Billy Tumult, walking down the street. Tips his hat to the ladies, bids the fellas good afternoon. Going to the Marshall's office. Want to be in good with the local force. No stink-of-armpit law-keeper, this one, but a high buttoned pinstripe and waistcoat number, almost a dandy. What are the chances, Billy Tumult growls. Man might could be Billy's brother, might could use him for shaving around that dandy moustache. Patient's been thinking about coming to see Billy Tumult for long enough that he's got hisself a tulpa in here, a little imaginary robot doing what the patient thinks Billy'd do. Ain't that just the sweetest thing?
Marshall William says hello, and Billy says hello right back and they shake hands. It's like icebergs colliding. The Marshall's got two shooters on his hips, of course, just like in the brochure. What's behind his back, Billy wonders, maybe a third gun, maybe a humungous nature of a knife. That would figure. But when they get into the Marshall's office and the fella takes off his coat, mother of Christ, it's a dynamite vest, a bandolier. The guy so much as farts wrong and they're all in the next county over and fuck if he doesn't actually smoke. Laws of sanity have been suspended for Billy's oversold publicity-and-marketing hardassery. Thank God if the thing goes up the worst that happens to Billy is a damn reset and the whole surgery to redo from start, pain in the ass, but if this was the real world or if Billy was really part of this whole deal then he'd be pasta sauce.
Pasta sauce is inauthentic. Billy tweaks the filter again. He prefers the gangster aspect, can't keep this horses-and-mud shit straight in his brain. Well, if the patient can have Eskimos, Billy can have pasta sauce, call it fair play.
I'm Billy Tumult of the Pinkertons, he tells Marshall William, come lookin' for a dangerous man. We got plenty, says the Marshall, which one you want? Or take 'em all, I surely won't miss 'em. I want the new guy, Billy says, the one in the black hat living over the store. The one Missus Roth has an arrangement with. Now hold on, begins the Marshall, no not that kind of arrangement, the feedin' kind is all I mean, I got no beef with the Widow Roth.
Widow my ass, parenthesizes Billy Tumult, if I know how this goes, but never mind that for now.
He's an odd one, sure, says the Marshall. Odd and I don't like him and he don't much like me. But I figure the one he's looking out for is you, now I think on it. He offered me a whole shit-ton of gold, I saw it right there in that room, to tell him if a fella came askin' about him. You say yes? Billy wants to know. No, Marshall replies. 'Course not, he says, and rolls his shoulder.
Excerpted from Stories for Chip by Nisi Shawl, Bill Campbell. Copyright © 2015 Rosarium Publishing. Excerpted by permission of Rosarium Publishing.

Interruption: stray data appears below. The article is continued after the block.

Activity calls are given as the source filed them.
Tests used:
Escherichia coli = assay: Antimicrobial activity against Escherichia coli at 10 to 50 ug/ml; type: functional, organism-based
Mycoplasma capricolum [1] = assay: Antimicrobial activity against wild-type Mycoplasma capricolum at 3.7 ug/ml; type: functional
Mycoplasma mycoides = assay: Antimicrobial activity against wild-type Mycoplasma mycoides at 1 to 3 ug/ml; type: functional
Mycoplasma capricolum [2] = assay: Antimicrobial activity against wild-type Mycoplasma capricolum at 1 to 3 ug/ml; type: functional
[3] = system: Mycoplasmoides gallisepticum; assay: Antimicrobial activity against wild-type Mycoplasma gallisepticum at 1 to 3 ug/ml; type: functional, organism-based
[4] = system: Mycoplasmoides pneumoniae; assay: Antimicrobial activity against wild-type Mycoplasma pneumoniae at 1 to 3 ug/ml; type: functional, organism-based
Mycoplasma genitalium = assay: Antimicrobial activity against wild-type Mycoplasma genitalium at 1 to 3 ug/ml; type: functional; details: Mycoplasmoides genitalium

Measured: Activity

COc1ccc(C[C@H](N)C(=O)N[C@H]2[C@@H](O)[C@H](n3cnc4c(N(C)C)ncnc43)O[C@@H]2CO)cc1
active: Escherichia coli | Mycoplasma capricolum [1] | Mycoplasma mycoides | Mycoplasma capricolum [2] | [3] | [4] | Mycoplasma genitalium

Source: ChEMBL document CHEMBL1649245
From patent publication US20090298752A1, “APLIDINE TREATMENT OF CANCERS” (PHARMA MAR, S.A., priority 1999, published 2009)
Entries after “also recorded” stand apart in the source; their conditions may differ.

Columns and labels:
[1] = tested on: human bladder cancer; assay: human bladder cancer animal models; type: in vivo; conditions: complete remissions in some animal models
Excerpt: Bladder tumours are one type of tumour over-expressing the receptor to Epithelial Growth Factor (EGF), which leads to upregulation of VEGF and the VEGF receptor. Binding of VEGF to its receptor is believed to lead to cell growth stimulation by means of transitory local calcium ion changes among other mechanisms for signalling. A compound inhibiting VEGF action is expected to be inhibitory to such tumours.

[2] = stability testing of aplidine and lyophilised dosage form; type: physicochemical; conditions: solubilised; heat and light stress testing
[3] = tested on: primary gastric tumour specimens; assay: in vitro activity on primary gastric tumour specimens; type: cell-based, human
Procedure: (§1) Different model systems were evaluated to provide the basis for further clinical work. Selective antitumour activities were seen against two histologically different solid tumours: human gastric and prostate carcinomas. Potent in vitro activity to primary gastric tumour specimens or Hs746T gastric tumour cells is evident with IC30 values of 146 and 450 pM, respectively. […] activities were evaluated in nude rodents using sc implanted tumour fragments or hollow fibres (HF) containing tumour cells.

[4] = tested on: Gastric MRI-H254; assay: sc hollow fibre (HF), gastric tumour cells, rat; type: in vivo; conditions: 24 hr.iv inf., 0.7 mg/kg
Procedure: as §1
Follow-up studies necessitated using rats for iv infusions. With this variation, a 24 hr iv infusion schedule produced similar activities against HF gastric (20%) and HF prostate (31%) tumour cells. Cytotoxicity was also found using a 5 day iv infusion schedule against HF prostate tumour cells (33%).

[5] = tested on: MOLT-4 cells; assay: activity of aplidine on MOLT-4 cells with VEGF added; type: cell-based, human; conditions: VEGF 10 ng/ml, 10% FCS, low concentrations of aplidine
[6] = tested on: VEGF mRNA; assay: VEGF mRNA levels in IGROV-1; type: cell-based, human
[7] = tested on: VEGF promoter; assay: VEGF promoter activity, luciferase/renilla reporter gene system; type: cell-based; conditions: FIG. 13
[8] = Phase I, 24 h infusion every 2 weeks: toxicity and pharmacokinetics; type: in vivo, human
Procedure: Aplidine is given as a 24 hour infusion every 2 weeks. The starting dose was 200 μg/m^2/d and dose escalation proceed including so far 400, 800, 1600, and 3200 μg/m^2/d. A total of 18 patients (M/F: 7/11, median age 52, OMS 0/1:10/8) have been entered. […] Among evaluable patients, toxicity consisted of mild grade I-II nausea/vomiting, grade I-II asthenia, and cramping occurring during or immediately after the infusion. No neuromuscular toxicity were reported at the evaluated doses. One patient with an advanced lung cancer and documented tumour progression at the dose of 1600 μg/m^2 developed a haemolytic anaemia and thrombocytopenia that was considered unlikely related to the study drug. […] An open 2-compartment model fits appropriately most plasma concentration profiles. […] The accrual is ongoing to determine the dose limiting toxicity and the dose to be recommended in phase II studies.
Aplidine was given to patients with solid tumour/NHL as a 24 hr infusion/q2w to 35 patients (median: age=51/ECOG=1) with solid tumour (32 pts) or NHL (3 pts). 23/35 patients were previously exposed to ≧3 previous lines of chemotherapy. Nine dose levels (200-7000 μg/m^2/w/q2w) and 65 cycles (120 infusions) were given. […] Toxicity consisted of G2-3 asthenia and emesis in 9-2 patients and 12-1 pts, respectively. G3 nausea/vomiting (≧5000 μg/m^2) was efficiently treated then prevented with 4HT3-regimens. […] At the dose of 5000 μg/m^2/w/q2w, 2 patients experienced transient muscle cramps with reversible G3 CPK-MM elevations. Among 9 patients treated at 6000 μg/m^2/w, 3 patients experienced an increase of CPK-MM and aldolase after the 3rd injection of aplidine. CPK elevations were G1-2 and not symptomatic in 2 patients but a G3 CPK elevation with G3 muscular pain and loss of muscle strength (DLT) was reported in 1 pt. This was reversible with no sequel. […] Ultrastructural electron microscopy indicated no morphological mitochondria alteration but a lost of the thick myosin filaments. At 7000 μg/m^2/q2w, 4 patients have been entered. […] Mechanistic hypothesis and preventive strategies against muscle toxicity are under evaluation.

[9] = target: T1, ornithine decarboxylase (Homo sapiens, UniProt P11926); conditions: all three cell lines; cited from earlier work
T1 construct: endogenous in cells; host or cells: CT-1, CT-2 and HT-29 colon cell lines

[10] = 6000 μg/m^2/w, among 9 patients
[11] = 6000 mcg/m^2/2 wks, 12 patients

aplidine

All rights reserved. No part of this excerpt may be reproduced or reprinted without permission in writing from the publisher.
Excerpts are provided by Dial-A-Book Inc. solely for the personal use of visitors to this web site.
Table of Contents
Introduction Kim Stanley Robinson 13
Michael Swanwick and Samuel R. Delany at the Joyce Kilmer Service Area, March 2005 Eileen Gunn 15
Billy Tumult Nick Harkaway 19
Voice Prints devorah major 29
Delany Encounters: Or, Another Reason Why I Study Race and Racism in Science Fiction Isiah Lavender, III 38
Clarity Anil Menon 51
When Two Swordsmen Meet Ellen Kushner 60
For Sale: Fantasy Coffin (Ababuo Need Not Apply) Chesya Burke 65
Holding Hands with Monsters Haralambi Markov 75
Song for the Asking Carmelo Rafala 83
Kickenders Kit Reed 100
Walking Science Fiction: Samuel Delany and Visionary Fiction Walidah Imarisha 109
Heart of Brass Alex Jennings 115
Empathy Evolving as a Quantum of Eight-Dimensional Perception Claude Lalumière 137
Be Three Jewelle Gomez 143
Guerilla Mural of a Siren's Song Ernest Hogan 154
An Idyll in Erewhyna Hal Duncan 165
Real Mothers, a Faggot Uncle, and the Name of the Father: Samuel R. Delany's Feminist Revisions of the Story of SF L. Timmel Duchamp 175
Nilda Junot Díaz 196
The First Gate of Logic Benjamin Rosenbaum 204
The Master of the Milford Altarpiece Thomas M. Disch 217
River Clap Your Hands Sheree Renée Thomas 231
Haunt-type Experience Roz Clarke 238
Eleven Stations Fábio Fernandes 252
<<Légendaire.>> Kai Ashante Wilson 257
On My First Reading of The Einstein Intersection Michael Swanwick 278
Characters in the Margins of a Lost Notebook Kathryn Cramer 283
Hamlet's Ghost Sighted in Frontenac, KS Vincent Czyz 291
Each Star a Sun to Invisible Planets Tenea D. Johnson 301
Clones Alex Smith 305
The Last Dying Man Geetanjali Dighe 320
Capitalism in the 22nd Century Geoff Ryman 326
Jamaica Ginger Nalo Hopkinson Nisi Shawl 339
Festival Chris Brown 357
About the Authors 382
About the Editors 390